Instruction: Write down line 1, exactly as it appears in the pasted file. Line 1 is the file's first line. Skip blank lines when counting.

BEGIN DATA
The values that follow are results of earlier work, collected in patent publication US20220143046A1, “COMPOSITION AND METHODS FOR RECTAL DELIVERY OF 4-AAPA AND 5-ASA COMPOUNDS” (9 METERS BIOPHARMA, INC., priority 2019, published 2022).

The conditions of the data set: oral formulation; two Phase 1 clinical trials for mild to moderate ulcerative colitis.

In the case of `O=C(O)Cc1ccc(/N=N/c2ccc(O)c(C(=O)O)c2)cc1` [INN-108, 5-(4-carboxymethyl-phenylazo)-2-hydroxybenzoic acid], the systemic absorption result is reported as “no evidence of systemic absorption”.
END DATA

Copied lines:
The values that follow are results of earlier work, collected in patent publication US20220143046A1, “COMPOSITION AND METHODS FOR RECTAL DELIVERY OF 4-AAPA AND 5-ASA COMPOUNDS” (9 METERS BIOPHARMA, INC., priority 2019, published 2022).